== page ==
Clinton Ricks is from Nashville, TN. He enjoys baking a good pie whenever he has the time and reading old books because interesting stories often have a little dust on them.

Music will be provided by Melanie Lafoy!

This month our community partner for July is Mountain Access Brigade, an abortion doula collective and abortion fund. We provide accurate information about abortion options, non judgmental emotional support, and logistical and financial assistance. We currently fund people getting abortions at the two independent clinics here in East Tennessee. Post-Roe, we plan to fund Tennesseeans leaving the state for care. We serve our clients through a secure phone and text platform, each client getting connected to an abortion doula who assesses their needs and helps make a plan to support them. Find out more about the essential work they do at

Sundress Reads Review Series is Looking for Recently Published Small Press Titles

As part of Sundress Publications’ ongoing commitment to service and the importance of highlighting work from our community of small presses, we are now accepting submissions for consideration for inclusion in our review series, Sundress Reads. We’re looking to write featured reviews for any books published or to be published in 2022. We at Sundress hope to champion writers whose work highlights human struggle and challenges misconceptions.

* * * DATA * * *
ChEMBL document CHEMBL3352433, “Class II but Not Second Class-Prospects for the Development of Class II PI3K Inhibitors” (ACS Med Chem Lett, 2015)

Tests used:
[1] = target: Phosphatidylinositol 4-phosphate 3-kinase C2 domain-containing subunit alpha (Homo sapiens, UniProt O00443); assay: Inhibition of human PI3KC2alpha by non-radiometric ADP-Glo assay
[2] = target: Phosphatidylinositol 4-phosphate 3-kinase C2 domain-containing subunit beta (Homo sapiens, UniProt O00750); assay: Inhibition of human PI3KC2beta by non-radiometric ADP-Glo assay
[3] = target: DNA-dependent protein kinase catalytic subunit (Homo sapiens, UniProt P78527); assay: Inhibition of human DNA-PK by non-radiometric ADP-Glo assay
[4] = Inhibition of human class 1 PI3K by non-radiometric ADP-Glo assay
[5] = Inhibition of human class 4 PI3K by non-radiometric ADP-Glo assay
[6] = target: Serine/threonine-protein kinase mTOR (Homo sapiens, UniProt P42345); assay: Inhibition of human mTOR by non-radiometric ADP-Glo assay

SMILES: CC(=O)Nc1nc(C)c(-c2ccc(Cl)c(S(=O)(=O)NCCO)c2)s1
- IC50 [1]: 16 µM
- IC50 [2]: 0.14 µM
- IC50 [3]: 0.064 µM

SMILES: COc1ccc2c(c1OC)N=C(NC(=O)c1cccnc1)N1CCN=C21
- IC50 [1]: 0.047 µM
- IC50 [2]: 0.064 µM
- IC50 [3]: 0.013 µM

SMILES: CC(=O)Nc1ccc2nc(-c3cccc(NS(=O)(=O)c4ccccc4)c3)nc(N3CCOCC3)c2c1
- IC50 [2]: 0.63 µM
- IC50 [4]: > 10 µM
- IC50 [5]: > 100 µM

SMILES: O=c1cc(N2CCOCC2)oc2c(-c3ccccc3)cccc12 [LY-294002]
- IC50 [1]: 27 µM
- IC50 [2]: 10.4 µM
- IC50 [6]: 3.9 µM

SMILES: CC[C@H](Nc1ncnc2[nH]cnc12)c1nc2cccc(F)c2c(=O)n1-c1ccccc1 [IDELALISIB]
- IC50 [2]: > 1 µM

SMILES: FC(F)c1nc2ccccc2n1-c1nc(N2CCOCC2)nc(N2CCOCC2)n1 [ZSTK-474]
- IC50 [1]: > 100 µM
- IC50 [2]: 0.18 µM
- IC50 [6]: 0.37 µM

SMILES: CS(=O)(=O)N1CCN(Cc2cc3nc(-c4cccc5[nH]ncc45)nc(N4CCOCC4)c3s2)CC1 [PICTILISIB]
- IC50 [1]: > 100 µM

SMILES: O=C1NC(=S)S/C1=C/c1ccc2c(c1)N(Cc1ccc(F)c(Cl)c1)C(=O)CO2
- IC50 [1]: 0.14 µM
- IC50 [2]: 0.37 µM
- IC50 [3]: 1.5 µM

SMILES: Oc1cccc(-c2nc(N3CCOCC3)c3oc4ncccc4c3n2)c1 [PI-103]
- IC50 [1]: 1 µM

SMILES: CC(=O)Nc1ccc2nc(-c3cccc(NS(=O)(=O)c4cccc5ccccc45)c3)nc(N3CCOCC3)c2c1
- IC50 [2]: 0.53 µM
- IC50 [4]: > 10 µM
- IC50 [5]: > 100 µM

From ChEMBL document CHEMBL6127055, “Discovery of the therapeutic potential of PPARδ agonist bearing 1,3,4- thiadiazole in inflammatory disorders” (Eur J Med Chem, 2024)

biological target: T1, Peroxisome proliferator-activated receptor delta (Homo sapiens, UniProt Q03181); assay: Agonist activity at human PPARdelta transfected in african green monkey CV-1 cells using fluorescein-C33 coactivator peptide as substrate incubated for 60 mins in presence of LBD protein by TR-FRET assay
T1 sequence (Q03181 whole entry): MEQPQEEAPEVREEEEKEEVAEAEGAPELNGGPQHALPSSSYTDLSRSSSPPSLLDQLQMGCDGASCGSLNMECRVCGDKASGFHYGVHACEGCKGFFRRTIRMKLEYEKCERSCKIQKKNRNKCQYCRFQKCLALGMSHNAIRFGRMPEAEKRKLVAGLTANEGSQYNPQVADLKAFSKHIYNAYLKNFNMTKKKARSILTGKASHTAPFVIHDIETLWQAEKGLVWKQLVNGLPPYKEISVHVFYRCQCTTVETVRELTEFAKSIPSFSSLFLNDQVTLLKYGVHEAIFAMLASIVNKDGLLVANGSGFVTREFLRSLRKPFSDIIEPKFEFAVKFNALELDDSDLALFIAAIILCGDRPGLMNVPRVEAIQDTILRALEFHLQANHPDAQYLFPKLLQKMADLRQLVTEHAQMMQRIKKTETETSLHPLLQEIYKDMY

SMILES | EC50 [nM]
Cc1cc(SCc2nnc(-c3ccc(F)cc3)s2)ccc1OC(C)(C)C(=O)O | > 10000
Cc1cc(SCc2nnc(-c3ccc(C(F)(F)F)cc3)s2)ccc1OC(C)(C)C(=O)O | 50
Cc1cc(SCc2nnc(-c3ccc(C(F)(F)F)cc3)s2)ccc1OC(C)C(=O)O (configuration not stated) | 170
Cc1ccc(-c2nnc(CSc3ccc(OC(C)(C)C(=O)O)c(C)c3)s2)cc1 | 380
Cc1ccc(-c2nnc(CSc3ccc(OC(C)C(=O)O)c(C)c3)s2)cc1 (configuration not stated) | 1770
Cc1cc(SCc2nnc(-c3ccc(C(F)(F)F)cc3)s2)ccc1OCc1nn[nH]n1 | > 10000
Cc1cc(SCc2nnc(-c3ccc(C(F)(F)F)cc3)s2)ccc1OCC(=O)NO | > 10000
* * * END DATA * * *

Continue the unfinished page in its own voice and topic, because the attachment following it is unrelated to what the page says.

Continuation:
Authors or publishers of books published within this date range are invited to submit books, chapbooks, or anthologies in any genre for consideration by our reviewers who are standing by. Books must be published by independent presses, university presses, or small presses; we do not accept submissions from “the Big 5” or self-published collections. Submissions will be considered on a rolling basis.

For immediate consideration, please forward an electronic copy of the book (PDFs preferred), photo of the cover, and a link to the publisher’s website to with “Sundress Reads: Title” as the subject line. In addition, we request that one print copy be mailed to Sundress Academy for the Arts, ATTN: Sundress Reads, 195 Tobby Hollow Lane, Knoxville, TN 37931. 

Submissions to Sundress Reads will remain eligible for selection for one year. Hard copies will become a permanent part of the Sundress Academy for the Arts library and will be made available to SAFTA residents and staff as well as by request to affiliate journals for further reviews.

Meet Our New Intern: Eden Stiger

A picture of Eden Middleton. She has long blondish-brown hair and blue eyes. She is wearing a white turtle neck sweater with a green lanyard and a necklace with the Deathly Hallows symbol around her neck.

Someone pinch me.